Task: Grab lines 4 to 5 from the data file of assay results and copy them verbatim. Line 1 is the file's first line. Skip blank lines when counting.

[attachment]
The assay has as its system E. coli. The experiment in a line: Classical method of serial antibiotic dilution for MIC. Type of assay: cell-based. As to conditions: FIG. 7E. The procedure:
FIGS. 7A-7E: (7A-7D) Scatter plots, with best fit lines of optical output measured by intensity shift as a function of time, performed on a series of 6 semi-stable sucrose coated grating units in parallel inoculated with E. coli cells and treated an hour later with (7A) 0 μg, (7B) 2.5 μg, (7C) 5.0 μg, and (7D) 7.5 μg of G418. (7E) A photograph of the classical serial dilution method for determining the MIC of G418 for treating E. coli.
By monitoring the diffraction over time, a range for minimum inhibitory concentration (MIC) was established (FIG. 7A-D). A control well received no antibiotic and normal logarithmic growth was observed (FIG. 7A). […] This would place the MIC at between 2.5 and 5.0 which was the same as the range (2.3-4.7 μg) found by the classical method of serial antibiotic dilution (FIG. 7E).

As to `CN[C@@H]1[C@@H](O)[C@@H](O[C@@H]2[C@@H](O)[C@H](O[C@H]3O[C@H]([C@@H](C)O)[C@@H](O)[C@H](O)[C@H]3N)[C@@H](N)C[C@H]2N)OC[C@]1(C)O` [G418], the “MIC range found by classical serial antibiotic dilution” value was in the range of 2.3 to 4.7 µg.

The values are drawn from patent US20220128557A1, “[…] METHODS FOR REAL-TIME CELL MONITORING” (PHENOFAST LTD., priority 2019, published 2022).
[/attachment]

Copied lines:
As to `CN[C@@H]1[C@@H](O)[C@@H](O[C@@H]2[C@@H](O)[C@H](O[C@H]3O[C@H]([C@@H](C)O)[C@@H](O)[C@H](O)[C@H]3N)[C@@H](N)C[C@H]2N)OC[C@]1(C)O` [G418], the “MIC range found by classical serial antibiotic dilution” value was in the range of 2.3 to 4.7 µg.

The values are drawn from patent US20220128557A1, “[…] METHODS FOR REAL-TIME CELL MONITORING” (PHENOFAST LTD., priority 2019, published 2022).